Diagnosing and Treating Syndesmotic Ankle Injuries

Diagnosing and Treating Syndesmotic Ankle Injuries

Injuries of the ankle can involve bone, soft tissues, or both. A specific ankle injury called the syndesmotic injury is the topic of this review article. The syndesmosis is made up of four ligaments and a band of connective tissue. This band is called the interosseous membrane. It is located between the two bones of the lower leg.

Two orthopedic surgeons from the University of Southern California sum up the latest findings in the diagnosis and treatment of ankle syndesmotic injuries. X-rays are important, including the lateral view (from the side). This will help avoid missing certain types of fractures linked with syndesmotic injuries.

But X-rays don't always show a syndesmotic injury. The surgeon must also conduct two stress tests: the squeeze test and the external rotation test. Both tests are described in detail. Other imaging tests may also be needed. MRIs are very helpful in showing syndesmotic injuries.

The goal of treatment is to restore the normal alignment of the bones. This will give the ligaments time to heal. Surgery is needed when there is a bone fracture and torn syndesmosis. Nonoperative care may be all that's needed when the syndesmosis is sprained. The R.I.C.E. principle is used: rest, ice, compression, and elevation.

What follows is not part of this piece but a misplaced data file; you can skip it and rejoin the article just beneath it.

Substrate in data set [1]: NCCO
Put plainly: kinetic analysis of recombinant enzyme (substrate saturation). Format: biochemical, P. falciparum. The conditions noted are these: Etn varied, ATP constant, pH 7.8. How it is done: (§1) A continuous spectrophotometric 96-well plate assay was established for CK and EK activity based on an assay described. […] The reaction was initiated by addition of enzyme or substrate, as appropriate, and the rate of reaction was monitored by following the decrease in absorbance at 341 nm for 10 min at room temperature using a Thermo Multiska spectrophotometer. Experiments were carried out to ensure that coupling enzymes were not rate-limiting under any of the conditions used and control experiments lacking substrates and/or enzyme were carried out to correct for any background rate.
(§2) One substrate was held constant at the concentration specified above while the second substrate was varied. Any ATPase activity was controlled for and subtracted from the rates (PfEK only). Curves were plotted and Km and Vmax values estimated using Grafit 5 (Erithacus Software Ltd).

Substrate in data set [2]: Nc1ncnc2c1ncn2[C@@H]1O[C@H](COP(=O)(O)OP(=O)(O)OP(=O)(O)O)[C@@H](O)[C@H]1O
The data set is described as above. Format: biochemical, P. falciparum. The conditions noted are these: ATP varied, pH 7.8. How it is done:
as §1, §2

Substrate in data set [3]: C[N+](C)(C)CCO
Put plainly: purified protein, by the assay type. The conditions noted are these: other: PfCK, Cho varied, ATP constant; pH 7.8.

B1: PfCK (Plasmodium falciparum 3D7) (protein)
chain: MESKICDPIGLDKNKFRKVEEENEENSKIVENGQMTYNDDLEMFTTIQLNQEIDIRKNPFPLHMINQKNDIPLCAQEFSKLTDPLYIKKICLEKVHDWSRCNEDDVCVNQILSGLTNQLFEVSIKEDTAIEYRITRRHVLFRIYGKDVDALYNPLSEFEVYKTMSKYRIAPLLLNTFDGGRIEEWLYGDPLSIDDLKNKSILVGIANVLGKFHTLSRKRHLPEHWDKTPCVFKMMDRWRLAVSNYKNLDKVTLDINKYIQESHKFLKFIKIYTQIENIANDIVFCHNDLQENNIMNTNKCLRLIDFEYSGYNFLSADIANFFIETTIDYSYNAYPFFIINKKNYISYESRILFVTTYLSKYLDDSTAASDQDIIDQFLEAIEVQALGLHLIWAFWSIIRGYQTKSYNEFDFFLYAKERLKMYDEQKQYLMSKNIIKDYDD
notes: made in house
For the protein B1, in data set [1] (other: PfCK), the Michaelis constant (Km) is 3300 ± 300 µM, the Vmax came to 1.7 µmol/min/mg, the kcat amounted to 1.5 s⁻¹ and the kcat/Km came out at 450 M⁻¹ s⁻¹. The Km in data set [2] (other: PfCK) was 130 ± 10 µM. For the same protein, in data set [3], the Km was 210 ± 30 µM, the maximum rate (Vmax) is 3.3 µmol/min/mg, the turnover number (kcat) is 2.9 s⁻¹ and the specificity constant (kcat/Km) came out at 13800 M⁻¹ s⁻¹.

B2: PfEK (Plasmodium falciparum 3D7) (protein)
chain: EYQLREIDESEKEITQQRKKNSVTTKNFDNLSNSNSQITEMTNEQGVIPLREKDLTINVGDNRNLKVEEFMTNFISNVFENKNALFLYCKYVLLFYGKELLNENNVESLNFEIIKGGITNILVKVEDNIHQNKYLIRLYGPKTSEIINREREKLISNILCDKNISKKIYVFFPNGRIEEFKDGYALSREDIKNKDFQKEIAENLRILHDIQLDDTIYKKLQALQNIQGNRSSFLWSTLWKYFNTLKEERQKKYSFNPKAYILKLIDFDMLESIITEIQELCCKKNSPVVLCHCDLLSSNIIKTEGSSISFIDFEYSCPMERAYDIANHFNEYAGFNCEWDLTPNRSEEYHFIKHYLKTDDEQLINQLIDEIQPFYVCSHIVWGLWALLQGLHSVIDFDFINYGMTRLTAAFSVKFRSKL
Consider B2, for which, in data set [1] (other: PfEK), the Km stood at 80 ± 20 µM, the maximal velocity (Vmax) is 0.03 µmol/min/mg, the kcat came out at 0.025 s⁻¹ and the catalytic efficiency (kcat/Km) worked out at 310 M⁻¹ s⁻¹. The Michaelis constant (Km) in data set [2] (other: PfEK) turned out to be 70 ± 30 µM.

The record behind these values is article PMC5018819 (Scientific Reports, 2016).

The authors discuss various ways to surgically repair a syndesmotic injury. Types of screws, number of screws, and placement are presented. X-rays and drawings are provided to show the correct placement of a syndesmotic screw. It is advised that patients keep the weight off the foot for at least six weeks. The screws can be taken out in most patients after 12 weeks.

The authors conclude that finding and treating syndesmotic injuries is important. Failure to identify such injuries leads to an unstable ankle and decreased function. The diagnosis of syndesmotic injuries is not always simple. But with a good history, careful clinical exam, and proper testing, most syndesmotic injuries can be found early.

Charalampos Zalavras, MD, PhD, and David Thordarson, MD. Ankle Syndesmotic Injury. In Journal of the American Academy of Orthopaedic Surgeons. June 2007. Vol. 15. No. 6. Pp. 330-339.